Also see Sarah's review of The Cherry Orchard
Edith (Jill Tanner) is the uptight "good" daughter who gave up her job and her life to take care of their demanding mother for the last fifteen years. Her selfish younger sister Renata (Felicity La Fortune) moved away from home, experiencing life with a couple of wealthy husbands, rarely looking back. Forced to cohabit in the converted railway carriage "prison" that was mother's house, awaiting the reading of the will becomes a test of wills. When the solicitor Charles Mowbray (Will Lyman) finally arrives, Edith impatiently prods him to get down to business rather than engage in frivolous chitchat with flirtatious Renata. To the dismay of the former, the will declares that the estate is to be equally divided, although Edith may continue to reside in the home. However, mum's vast collection of antiques, furnishings and bric-a-brac are to be evaluated and all proceeds shared.
Absent a flashing neon sign or alarm bells sounding, we know that we've just been handed the source of the play's existential conflict. Justice, like beauty, is in the eye of the beholder, and Edith wants to declare a mistrial. Echoes of the Smothers Brothers ("Mom always liked you best") resound in my head, but Edith builds a strong case for the allegation that Renata was the favored child, proven beyond a shadow of a doubt when Renata solves the mystery of a missing piece of yellow paper. Seeing her sister in possession of their mother's final epistle pushes Edith over the edge, into the land of moral quandary.
Mowbray, an absent-minded professor sort of gent, tries to mediate but is ill-equipped to tiptoe through the sibling rivalry minefield. In fact, he adds to the enmity by falling under Renata's spell without knowing that Edith has set her cap for the eligible widower. Fearing that his camaraderie with her sister portends trouble for her, Edith invites a local antiques dealer to view the collection on the sly. Fabian Hill (Anthony Newfield) is a charming former actor who appears to be taken with Edith nearly as much as he is with the antiques and offers his services, in more ways than one.
Newfield is smooth on the surface, but he doesn't try to hide his true self. As soon as Hill tells Edith that he used to be an actor, there's a strong suggestion that he's unctuous underneath. However, his honest dishonesty is actually refreshing in this foursome; nobody else behaves in total accordance with whom they proclaim themselves to be. Hill may be bad, but at least he's consistent. Lyman squeezes out little bits of humor and personality from his character, like getting the last toothpaste from the tube. Consider it a master class as the actor's gestures and expressions make Mowbray worth watching, even though he is someone we've all seen before. Tanner and La Fortune are a study in contrasts and play off each other very well. Tanner must convey most of Edith's thoughts and feelings through her tone of voice and her stiff upper lip. She feeds us a lot of information via one-sided telephone conversations and spends large blocks of time seated with her hands in her lap. La Fortune morphs from a blowzy, shuffling, smoke-spewing viper to a well-coiffed, charming femme fatale and successfully portrays the two sides of her character. Director Charles Towers finds the right pace to let the comedy land without losing any of the drama.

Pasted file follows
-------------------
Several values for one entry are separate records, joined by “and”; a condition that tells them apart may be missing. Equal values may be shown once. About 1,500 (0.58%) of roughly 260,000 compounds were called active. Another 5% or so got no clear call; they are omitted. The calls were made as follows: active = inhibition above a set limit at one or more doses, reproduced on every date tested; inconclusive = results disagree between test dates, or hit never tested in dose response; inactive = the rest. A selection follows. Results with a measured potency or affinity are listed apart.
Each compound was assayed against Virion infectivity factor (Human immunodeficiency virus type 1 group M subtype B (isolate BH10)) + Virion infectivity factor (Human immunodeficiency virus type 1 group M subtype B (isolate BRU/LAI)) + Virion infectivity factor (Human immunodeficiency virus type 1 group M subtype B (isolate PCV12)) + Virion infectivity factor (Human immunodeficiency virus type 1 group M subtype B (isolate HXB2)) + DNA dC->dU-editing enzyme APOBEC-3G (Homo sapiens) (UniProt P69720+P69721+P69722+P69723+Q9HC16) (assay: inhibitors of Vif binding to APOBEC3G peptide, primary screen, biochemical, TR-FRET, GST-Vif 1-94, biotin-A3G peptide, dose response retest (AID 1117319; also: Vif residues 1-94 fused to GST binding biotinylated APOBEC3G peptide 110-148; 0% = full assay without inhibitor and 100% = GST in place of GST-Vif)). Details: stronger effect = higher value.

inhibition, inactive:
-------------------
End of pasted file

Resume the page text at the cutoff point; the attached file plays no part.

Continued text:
One can understand that Edith feels like a prisoner in the room as designed by Bill Clarke. It is long and narrow with a low ceiling and every surface harbors an item from the mother's collection. Lighting designer Jeff Adelberg keeps things somewhat dim and there is an aura of greyness that mirrors the emotional atmosphere. Arthur Oliver's costumes help to define the characters with Edith attired in black, Renata in a colorful kimono or striking red cocktail dress, Charles in tweeds, and Fabian in a stylish suit draped with a scarf. Sound design is by Jason E. Weber and scene changes are accompanied by lovely musical interludes.
Harwood wisely chooses a common situation to test his characters and to engage the audience. Every one of us could argue for or against the equal disposition of the spoils. One view is that children should be treated the same, regardless of their circumstances. Alternatively, one might think that the dutiful daughter deserves recompense, while the wealthy, good-for-nothing sister warrants less. However, the playwright is most interested in examining character vis-à-vis honesty and integrity. Does it have to be black and white, or can there be shades of grey? Do you have to do the right thing in every situation to be a good person? Is there only one right thing anyway? Harwood doesn't give a definitive answer, but the audience might be equally divided on that one.
Equally Divided, performances through March 9, 2014, at Merrimack Repertory Theatre, 50 East Merrimack Street, Lowell, Massachusetts; Box Office 978-654-4678 or www.mrt.org. Written by Ronald Harwood, Directed by Charles Towers; Scenic Designer, Bill Clarke; Costume Designer, Arthur Oliver; Lighting Designer, Jeff Adelberg; Sound Designer, Jason E. Weber; Stage Manager, Bree Sherry; Assistant Stage Manager, Peter Crewe Cast: Felicity La Fortune, Will Lyman, Anthony Newfield, Jill Tanner